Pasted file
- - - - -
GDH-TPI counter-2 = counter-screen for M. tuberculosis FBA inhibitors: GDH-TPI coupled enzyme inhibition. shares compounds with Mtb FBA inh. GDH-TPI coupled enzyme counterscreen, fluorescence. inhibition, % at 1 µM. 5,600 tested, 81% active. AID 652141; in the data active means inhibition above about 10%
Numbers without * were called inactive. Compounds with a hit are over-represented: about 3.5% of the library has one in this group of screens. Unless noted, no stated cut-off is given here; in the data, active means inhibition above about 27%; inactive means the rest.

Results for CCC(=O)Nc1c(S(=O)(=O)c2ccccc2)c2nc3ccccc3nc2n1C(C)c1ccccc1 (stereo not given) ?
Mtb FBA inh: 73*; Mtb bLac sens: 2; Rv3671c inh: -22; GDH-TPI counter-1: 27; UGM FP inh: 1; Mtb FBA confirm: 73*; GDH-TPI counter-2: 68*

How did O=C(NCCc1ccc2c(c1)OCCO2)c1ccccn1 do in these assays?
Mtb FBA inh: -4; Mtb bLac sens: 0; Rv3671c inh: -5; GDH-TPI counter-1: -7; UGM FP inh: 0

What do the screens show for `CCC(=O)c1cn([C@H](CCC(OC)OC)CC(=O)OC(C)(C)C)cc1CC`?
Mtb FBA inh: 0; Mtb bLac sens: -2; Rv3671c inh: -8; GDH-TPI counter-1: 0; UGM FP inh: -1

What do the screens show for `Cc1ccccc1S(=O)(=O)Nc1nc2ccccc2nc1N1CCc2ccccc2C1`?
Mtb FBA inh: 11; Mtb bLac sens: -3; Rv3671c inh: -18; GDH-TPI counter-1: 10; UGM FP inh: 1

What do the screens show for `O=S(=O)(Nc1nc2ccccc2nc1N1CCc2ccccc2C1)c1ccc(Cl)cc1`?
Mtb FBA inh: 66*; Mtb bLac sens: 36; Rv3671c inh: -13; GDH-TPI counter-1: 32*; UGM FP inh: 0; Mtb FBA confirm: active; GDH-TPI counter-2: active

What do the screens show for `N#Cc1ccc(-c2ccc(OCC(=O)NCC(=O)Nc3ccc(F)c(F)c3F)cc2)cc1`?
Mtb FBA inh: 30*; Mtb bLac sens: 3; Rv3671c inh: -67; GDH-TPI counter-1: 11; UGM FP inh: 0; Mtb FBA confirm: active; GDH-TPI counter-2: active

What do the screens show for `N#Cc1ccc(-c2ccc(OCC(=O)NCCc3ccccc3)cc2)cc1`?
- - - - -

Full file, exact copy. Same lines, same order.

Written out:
GDH-TPI counter-2 = counter-screen for M. tuberculosis FBA inhibitors: GDH-TPI coupled enzyme inhibition. shares compounds with Mtb FBA inh. GDH-TPI coupled enzyme counterscreen, fluorescence. inhibition, % at 1 µM. 5,600 tested, 81% active. AID 652141; in the data active means inhibition above about 10%
Numbers without * were called inactive. Compounds with a hit are over-represented: about 3.5% of the library has one in this group of screens. Unless noted, no stated cut-off is given here; in the data, active means inhibition above about 27%; inactive means the rest.

Results for CCC(=O)Nc1c(S(=O)(=O)c2ccccc2)c2nc3ccccc3nc2n1C(C)c1ccccc1 (stereo not given) ?
Mtb FBA inh: 73*; Mtb bLac sens: 2; Rv3671c inh: -22; GDH-TPI counter-1: 27; UGM FP inh: 1; Mtb FBA confirm: 73*; GDH-TPI counter-2: 68*

How did O=C(NCCc1ccc2c(c1)OCCO2)c1ccccn1 do in these assays?
Mtb FBA inh: -4; Mtb bLac sens: 0; Rv3671c inh: -5; GDH-TPI counter-1: -7; UGM FP inh: 0

What do the screens show for `CCC(=O)c1cn([C@H](CCC(OC)OC)CC(=O)OC(C)(C)C)cc1CC`?
Mtb FBA inh: 0; Mtb bLac sens: -2; Rv3671c inh: -8; GDH-TPI counter-1: 0; UGM FP inh: -1

What do the screens show for `Cc1ccccc1S(=O)(=O)Nc1nc2ccccc2nc1N1CCc2ccccc2C1`?
Mtb FBA inh: 11; Mtb bLac sens: -3; Rv3671c inh: -18; GDH-TPI counter-1: 10; UGM FP inh: 1

What do the screens show for `O=S(=O)(Nc1nc2ccccc2nc1N1CCc2ccccc2C1)c1ccc(Cl)cc1`?
Mtb FBA inh: 66*; Mtb bLac sens: 36; Rv3671c inh: -13; GDH-TPI counter-1: 32*; UGM FP inh: 0; Mtb FBA confirm: active; GDH-TPI counter-2: active

What do the screens show for `N#Cc1ccc(-c2ccc(OCC(=O)NCC(=O)Nc3ccc(F)c(F)c3F)cc2)cc1`?
Mtb FBA inh: 30*; Mtb bLac sens: 3; Rv3671c inh: -67; GDH-TPI counter-1: 11; UGM FP inh: 0; Mtb FBA confirm: active; GDH-TPI counter-2: active

What do the screens show for `N#Cc1ccc(-c2ccc(OCC(=O)NCCc3ccccc3)cc2)cc1`?